Like all of Lynch's films, it's easy to become enraptured in his unique approach to every aspect of filmic art and his attention to detail. Any serious student of film (including "armchair students"/"cinephiles") should study Mulholland Drive; many will love it. Lynch doesn't let anything pass unmanipulated. He includes brilliant color schemes (such as the plethora of reds and pinks) with important symbolism. He makes unusual use of sound, such as the ringing telephone carrying over into the section of score that follows it (when Betty first arrives at the airport). He directs his actors to deliver their lines in a plethora of bizarre ways, such as his characteristic odd pauses. He lets his odd and surprising sense of humor poke through, such as the name "Winkie's", and the "Hot Dogs--made for Pinks" sign that provides a clue to some of the color symbolism.

Lynch's attention to detail in production design provides important, subtle clues throughout the film to help one unlock the meaning. It's interesting to note that Lynch even apparently demands that the DVD programming be unusual--there are no chapters on the disc; you must either watch the film in real time or fast forward or rewind to get back to particular points.

If the surrealism and veiled meaning of the film are attractive to you, or if you're just fond of "puzzles", then Mulholland Drive is well worth watching for that aspect. There is a fairly accepted interpretation of the film, at least on a broad, generalized level. I won't recount the standard interpretation here--it is worth researching, but only after you've seen the film a couple times and have reached your own conclusions. Many articles and monographs have been written on the film and interpretations; there are even websites dedicated to it.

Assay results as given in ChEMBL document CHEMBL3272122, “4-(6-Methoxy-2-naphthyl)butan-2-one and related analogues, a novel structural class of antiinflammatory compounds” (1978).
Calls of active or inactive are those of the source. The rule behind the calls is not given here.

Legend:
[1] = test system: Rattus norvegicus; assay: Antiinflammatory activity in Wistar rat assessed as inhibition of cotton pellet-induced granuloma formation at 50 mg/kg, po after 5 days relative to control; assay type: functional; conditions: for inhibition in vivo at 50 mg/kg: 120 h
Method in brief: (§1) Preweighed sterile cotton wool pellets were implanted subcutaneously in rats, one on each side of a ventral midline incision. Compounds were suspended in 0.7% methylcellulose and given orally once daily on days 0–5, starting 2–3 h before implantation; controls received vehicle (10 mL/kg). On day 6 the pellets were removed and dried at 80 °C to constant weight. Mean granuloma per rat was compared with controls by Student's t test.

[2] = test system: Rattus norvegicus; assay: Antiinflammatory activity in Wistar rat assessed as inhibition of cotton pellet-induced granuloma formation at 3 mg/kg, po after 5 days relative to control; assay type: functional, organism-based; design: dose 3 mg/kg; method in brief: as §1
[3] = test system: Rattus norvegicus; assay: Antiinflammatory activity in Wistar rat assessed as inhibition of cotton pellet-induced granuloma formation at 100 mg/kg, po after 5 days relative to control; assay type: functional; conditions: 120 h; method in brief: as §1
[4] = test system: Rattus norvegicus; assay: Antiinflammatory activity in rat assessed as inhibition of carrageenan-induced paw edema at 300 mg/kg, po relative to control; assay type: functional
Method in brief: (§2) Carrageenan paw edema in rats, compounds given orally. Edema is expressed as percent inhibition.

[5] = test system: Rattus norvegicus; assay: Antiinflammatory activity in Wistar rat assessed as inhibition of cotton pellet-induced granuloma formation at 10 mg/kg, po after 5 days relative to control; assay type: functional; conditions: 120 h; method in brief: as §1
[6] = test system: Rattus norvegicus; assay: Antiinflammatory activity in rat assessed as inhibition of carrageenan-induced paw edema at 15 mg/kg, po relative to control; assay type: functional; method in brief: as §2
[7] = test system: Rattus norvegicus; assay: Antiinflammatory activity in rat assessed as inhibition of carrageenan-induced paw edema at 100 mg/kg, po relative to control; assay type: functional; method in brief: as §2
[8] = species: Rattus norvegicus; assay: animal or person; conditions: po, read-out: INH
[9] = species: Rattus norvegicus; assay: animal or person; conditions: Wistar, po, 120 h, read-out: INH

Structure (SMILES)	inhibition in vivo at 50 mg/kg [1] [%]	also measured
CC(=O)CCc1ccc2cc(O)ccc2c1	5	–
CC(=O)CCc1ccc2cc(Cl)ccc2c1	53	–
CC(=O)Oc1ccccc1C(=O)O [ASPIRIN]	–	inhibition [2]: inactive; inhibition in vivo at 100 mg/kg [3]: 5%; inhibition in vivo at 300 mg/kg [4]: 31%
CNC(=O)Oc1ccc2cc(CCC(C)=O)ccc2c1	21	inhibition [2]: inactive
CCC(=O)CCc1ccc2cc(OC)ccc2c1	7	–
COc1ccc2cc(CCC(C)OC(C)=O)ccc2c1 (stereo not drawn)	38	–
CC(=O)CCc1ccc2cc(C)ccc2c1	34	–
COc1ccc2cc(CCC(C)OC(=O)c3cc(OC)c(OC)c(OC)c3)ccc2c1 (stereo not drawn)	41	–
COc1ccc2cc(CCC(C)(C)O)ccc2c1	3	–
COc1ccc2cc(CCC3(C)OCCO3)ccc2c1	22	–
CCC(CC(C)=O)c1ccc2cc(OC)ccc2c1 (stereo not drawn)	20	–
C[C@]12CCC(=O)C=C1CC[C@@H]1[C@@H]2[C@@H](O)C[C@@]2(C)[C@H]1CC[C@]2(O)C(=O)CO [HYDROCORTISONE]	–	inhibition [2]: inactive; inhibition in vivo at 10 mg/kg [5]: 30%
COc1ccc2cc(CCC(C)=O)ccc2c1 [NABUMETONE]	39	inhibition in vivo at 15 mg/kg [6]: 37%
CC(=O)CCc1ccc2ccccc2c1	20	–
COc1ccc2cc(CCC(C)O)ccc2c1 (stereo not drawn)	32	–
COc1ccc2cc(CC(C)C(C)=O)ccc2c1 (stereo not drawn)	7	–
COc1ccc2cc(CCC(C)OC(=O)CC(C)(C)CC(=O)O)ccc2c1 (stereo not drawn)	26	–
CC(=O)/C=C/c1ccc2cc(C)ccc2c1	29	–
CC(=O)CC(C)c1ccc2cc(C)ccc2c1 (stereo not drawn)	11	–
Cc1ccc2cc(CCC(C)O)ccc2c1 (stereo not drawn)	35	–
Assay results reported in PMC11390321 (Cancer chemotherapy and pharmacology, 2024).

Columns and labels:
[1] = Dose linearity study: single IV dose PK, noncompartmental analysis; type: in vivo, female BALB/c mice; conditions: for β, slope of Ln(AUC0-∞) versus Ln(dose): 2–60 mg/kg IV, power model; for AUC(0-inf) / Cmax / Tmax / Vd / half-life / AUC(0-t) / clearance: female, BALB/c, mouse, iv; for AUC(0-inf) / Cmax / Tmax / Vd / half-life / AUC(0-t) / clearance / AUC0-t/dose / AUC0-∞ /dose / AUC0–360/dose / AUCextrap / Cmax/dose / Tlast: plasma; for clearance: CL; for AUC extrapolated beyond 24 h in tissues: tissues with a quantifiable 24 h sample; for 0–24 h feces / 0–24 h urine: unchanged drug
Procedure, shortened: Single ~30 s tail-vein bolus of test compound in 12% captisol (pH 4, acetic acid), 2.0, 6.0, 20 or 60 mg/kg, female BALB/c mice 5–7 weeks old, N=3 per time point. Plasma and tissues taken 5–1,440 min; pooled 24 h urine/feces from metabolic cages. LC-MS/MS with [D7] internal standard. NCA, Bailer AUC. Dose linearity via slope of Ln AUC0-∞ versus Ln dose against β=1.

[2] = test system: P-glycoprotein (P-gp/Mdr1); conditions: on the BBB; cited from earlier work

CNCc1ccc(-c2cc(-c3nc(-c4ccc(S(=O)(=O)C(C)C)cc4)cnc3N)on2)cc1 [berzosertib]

For my money, however, although I generally love Lynch and find many things about Mulholland Drive attractive, it is not quite a 10 for me, at least not yet (I have a feeling that my score could still rise on subsequent viewings). To me, though, the "twist" aspect of the film is done much better in other works such as The I Inside and The Butterfly Effect. Mulholland Drive is more attractive to me for its surface surrealistic touches, but the plot doesn't carry them as well as some of Lynch's other films.

Still, Mulholland Drive is certainly recommended for the right crowd. If you're serious about film and do not mind having to think about what you watch (as if those two would not necessarily coincide), you shouldn't miss this one.